Whilst a director maintains coherence across visual aspects of a game, the technical department’s execution of the dynamical simulation must also be sympathetic to the same standard. When you mash the accelerator button in response to a green light on a beautiful and realistically drawn virtual racing game, only to be rewarded with a tangibly unrealistic physical response, the visual artistry will come to seem utterly pretentious alongside such ‘comical’ physics, for example. There is also a sense of fun to be distilled out from a simple mechanical action (like pressing a button); and the dynamical response goes a very long way in delivering this. Check out Angry Birds - the physics of catapulting a bird (and ensuing destruction) just feels right - ignoring the real aim of this game, the physical simulation constitutes a ‘beautiful’ toy in it’s own right!

The invisible:

Stepping through the veil into the realm of the aesthetic ‘invisible’, I’d like to first mention game testing. Put simply, testing is the process of ‘breaking’ a game before it is released, and telling someone so that they can fix it before delivery. I perceive there to be a real art in in the process however, the role takes a degree of talent, even - good testers are smart, switching between ‘casual’ play, or else actively seeking a fault where they think there might be one to discover. Testers are often also good technical writers, able to constructively and explicitly detail a flaw in a way most constructive to the department responsible for its repair.

I conclude this brief journey with a mention of game coding, my own sphere of expertise. When I write code, I know when I am cheating, being lazy, or onto something really smart. Likewise, I can read another programmer’s work and see when they have had a bad day, or else a stroke of genius. Sometimes there is unexpected direction in another’s code that later comes to seem wonderfully appropriate, making me smile, even - code does read like poetry!

I abuse the word ‘elegance’ a lot in my day job - because elegance in code is a very real thing - an ‘aesthetic’ property of the technical realm. Here’s a really simple example to give a flavour of what I mean: Consider the problem of sorting laundry. You get back from the launderette with a mountain of clothing: tee-shirts, trousers, boxer shorts, someone else’s pants (how did that get in there!?). You have the unenviable task of sorting said pile into appropriate places in your dorm - how might you go about this task?

You could just dive in and grab an item at random, assess what it is and where it should go, and immediately deliver it the the appropriate place: comedy boxers - cupboard, top shelf, on the left. Once delivery has been executed, return to the pile and grab another random item. Repeat process until pile is gone.

You can probably see inefficiency in this process however - we are repeating trips to deliver items to similar locations many times over before the pile is gone. A better solution would be to sort the pile ‘in-situ’ into smaller piles, each mentally labelled with their destination:

Grab an item at random, assess what it is (a shirt, say), put it into the pile destined for the wardrobe. Repeat until the original pile has been sorted into smaller, destination specific piles, then finally perform the delivery of each pile to the relevant destinations.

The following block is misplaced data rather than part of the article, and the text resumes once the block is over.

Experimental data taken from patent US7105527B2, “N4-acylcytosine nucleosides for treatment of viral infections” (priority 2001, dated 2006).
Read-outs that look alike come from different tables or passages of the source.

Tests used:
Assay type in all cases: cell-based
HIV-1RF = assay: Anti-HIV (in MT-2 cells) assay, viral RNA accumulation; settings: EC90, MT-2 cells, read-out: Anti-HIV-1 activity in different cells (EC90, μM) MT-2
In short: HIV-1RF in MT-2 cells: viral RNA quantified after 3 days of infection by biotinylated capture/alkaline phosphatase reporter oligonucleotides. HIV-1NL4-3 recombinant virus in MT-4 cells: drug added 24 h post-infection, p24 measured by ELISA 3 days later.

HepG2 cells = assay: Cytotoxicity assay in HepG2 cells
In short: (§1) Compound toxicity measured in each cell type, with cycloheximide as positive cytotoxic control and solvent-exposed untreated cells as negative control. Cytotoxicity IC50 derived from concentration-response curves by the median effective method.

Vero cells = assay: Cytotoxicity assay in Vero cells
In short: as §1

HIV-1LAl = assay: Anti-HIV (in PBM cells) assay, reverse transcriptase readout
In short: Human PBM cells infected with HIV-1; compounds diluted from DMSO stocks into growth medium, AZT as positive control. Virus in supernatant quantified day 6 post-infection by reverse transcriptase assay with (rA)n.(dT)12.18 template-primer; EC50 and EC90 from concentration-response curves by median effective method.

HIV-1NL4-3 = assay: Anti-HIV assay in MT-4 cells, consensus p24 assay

What I have just described are two simple algorithms, where one is more elegant (in this case displaying an acknowledgement of the importance of efficiency in workflow) than the other. Writing such processes is a small part of a programmer’s job, and when more complicated tasks are at hand, quality and inspirational engineering solutions can be found. Difficult problems also require creative solutions; to give a personal example, not too long ago I came up with a system to track the motion of a user’s hand via the image feed from their webcam for a project commissioned by the Tate gallery (you can play the game here) - though I shouldn’t take too much credit for ‘inventing’ the tracking system - it merely represents my technical reflection on academic studies of the way a fly’s eye works.

Developers don’t just write the code that makes the game, they also write the tools that enable the game designers and artists to deliver their own artistry! Sometimes these tools get released into the public domain, and players themselves can use them to realise their own machinations within the game universe.

In conclusion

I’d like to repeat here a quote from the book Game Art, the graphic art of computer games; though the authors fail to give an original reference, the quote has some resonance with my feelings on video games as art:

A woman observered J.M.W. Turner as he painted. “I’ve never seen a sunset like that Mr. Turner.” She said. 
He replied, “Yes, Madam, but don’t you wish you had?”

- Video games are a medium not just to recreate the real, but also to create the hyper-real or deliberately surreal. When the entire spectrum of parts from visible to invisible works together in beautiful synchronicity, we have a fractalinear exposition of collaborative artistry - aesthetics all the way down!

Art within art

Whilst the question of whether video games are art might still be classed as a current debate, games are themselves sometimes a medium for internalised artistic pieces! I’d like to leave the reader with a concrete example from recent months, made with Minecraft. This ‘simple’ game can in part be considered a massive virtual lego set. What Minecraft can do which Lego cannot however, is simulate basic logical components - these can be assembled into digital machines crafted using the medium of the game. It doesn’t get much more introspective, and in my opinion, artistic, than this.

About the author

Alan studied Biology at Undergraduate, then Evolutionary and Adaptive Systems at Masters level, both at Sussex University. He is now employed as Lead Developer at Plug-in Media, where he makes branded web and mobile video games for kids.


  1. A colleague of mine just shared this blog with me on the subject of the classification of video games as a medium - interesting stuff:

    1. Thanks inductible, that is a really interesting blog. I've finally gotten around to adding it to our blogroll.